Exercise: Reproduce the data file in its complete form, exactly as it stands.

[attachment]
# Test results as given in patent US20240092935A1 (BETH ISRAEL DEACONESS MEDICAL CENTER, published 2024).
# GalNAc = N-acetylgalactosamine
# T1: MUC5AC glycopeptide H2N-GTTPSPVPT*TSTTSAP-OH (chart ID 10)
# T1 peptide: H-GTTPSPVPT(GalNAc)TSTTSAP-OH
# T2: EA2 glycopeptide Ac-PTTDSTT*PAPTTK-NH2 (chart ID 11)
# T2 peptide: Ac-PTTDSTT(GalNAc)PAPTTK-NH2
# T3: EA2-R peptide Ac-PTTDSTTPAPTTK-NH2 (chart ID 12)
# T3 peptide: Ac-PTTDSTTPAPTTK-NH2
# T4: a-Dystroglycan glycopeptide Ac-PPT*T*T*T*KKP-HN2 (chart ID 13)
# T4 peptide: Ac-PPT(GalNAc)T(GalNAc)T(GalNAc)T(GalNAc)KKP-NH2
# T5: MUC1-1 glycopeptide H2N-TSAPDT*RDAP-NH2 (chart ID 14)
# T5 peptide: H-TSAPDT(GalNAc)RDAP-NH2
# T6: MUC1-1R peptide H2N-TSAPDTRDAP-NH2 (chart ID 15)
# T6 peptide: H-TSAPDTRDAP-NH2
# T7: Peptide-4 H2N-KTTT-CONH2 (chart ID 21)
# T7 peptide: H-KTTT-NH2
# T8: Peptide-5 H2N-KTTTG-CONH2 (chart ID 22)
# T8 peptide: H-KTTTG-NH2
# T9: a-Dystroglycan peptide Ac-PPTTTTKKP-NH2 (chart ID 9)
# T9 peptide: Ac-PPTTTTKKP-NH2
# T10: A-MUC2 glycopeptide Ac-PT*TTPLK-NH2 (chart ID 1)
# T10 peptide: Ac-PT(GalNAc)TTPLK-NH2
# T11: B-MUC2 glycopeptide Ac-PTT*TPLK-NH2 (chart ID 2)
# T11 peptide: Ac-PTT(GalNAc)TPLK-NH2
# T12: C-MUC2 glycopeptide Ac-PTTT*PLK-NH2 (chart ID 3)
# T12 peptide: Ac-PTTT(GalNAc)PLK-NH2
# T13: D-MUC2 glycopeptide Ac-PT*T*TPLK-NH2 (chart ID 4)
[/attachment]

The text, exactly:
# Test results as given in patent US20240092935A1 (BETH ISRAEL DEACONESS MEDICAL CENTER, published 2024).
# GalNAc = N-acetylgalactosamine
# T1: MUC5AC glycopeptide H2N-GTTPSPVPT*TSTTSAP-OH (chart ID 10)
# T1 peptide: H-GTTPSPVPT(GalNAc)TSTTSAP-OH
# T2: EA2 glycopeptide Ac-PTTDSTT*PAPTTK-NH2 (chart ID 11)
# T2 peptide: Ac-PTTDSTT(GalNAc)PAPTTK-NH2
# T3: EA2-R peptide Ac-PTTDSTTPAPTTK-NH2 (chart ID 12)
# T3 peptide: Ac-PTTDSTTPAPTTK-NH2
# T4: a-Dystroglycan glycopeptide Ac-PPT*T*T*T*KKP-HN2 (chart ID 13)
# T4 peptide: Ac-PPT(GalNAc)T(GalNAc)T(GalNAc)T(GalNAc)KKP-NH2
# T5: MUC1-1 glycopeptide H2N-TSAPDT*RDAP-NH2 (chart ID 14)
# T5 peptide: H-TSAPDT(GalNAc)RDAP-NH2
# T6: MUC1-1R peptide H2N-TSAPDTRDAP-NH2 (chart ID 15)
# T6 peptide: H-TSAPDTRDAP-NH2
# T7: Peptide-4 H2N-KTTT-CONH2 (chart ID 21)
# T7 peptide: H-KTTT-NH2
# T8: Peptide-5 H2N-KTTTG-CONH2 (chart ID 22)
# T8 peptide: H-KTTTG-NH2
# T9: a-Dystroglycan peptide Ac-PPTTTTKKP-NH2 (chart ID 9)
# T9 peptide: Ac-PPTTTTKKP-NH2
# T10: A-MUC2 glycopeptide Ac-PT*TTPLK-NH2 (chart ID 1)
# T10 peptide: Ac-PT(GalNAc)TTPLK-NH2
# T11: B-MUC2 glycopeptide Ac-PTT*TPLK-NH2 (chart ID 2)
# T11 peptide: Ac-PTT(GalNAc)TPLK-NH2
# T12: C-MUC2 glycopeptide Ac-PTTT*PLK-NH2 (chart ID 3)
# T12 peptide: Ac-PTTT(GalNAc)PLK-NH2
# T13: D-MUC2 glycopeptide Ac-PT*T*TPLK-NH2 (chart ID 4)